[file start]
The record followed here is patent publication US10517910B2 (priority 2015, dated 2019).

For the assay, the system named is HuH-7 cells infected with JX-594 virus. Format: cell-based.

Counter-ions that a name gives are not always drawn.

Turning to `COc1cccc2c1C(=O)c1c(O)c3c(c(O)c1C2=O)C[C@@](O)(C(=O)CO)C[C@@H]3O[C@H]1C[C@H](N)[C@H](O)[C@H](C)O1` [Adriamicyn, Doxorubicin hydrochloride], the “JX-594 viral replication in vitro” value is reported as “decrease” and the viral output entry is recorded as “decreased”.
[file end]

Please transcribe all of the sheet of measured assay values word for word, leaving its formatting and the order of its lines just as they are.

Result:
The record followed here is patent publication US10517910B2 (priority 2015, dated 2019).

For the assay, the system named is HuH-7 cells infected with JX-594 virus. Format: cell-based.

Counter-ions that a name gives are not always drawn.

Turning to `COc1cccc2c1C(=O)c1c(O)c3c(c(O)c1C2=O)C[C@@](O)(C(=O)CO)C[C@@H]3O[C@H]1C[C@H](N)[C@H](O)[C@H](C)O1` [Adriamicyn, Doxorubicin hydrochloride], the “JX-594 viral replication in vitro” value is reported as “decrease” and the viral output entry is recorded as “decreased”.